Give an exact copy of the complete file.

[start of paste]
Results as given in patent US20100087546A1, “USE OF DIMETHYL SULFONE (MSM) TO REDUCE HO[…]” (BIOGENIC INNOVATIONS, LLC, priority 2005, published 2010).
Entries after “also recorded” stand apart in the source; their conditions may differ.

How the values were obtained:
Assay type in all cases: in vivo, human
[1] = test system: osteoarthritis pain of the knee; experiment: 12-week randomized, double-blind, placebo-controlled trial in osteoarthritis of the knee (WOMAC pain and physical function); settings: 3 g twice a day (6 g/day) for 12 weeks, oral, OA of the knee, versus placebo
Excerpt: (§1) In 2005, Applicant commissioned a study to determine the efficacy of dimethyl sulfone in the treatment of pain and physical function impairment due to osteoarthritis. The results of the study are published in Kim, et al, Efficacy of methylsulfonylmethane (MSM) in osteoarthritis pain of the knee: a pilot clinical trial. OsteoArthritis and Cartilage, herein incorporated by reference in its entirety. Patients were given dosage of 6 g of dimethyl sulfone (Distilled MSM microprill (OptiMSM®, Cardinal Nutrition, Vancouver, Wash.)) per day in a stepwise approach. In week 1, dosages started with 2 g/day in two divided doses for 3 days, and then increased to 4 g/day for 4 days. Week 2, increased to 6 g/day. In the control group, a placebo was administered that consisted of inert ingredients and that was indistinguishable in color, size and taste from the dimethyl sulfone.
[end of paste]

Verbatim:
Results as given in patent US20100087546A1, “USE OF DIMETHYL SULFONE (MSM) TO REDUCE HO[…]” (BIOGENIC INNOVATIONS, LLC, priority 2005, published 2010).
Entries after “also recorded” stand apart in the source; their conditions may differ.

How the values were obtained:
Assay type in all cases: in vivo, human
[1] = test system: osteoarthritis pain of the knee; experiment: 12-week randomized, double-blind, placebo-controlled trial in osteoarthritis of the knee (WOMAC pain and physical function); settings: 3 g twice a day (6 g/day) for 12 weeks, oral, OA of the knee, versus placebo
Excerpt: (§1) In 2005, Applicant commissioned a study to determine the efficacy of dimethyl sulfone in the treatment of pain and physical function impairment due to osteoarthritis. The results of the study are published in Kim, et al, Efficacy of methylsulfonylmethane (MSM) in osteoarthritis pain of the knee: a pilot clinical trial. OsteoArthritis and Cartilage, herein incorporated by reference in its entirety. Patients were given dosage of 6 g of dimethyl sulfone (Distilled MSM microprill (OptiMSM®, Cardinal Nutrition, Vancouver, Wash.)) per day in a stepwise approach. In week 1, dosages started with 2 g/day in two divided doses for 3 days, and then increased to 4 g/day for 4 days. Week 2, increased to 6 g/day. In the control group, a placebo was administered that consisted of inert ingredients and that was indistinguishable in color, size and taste from the dimethyl sulfone.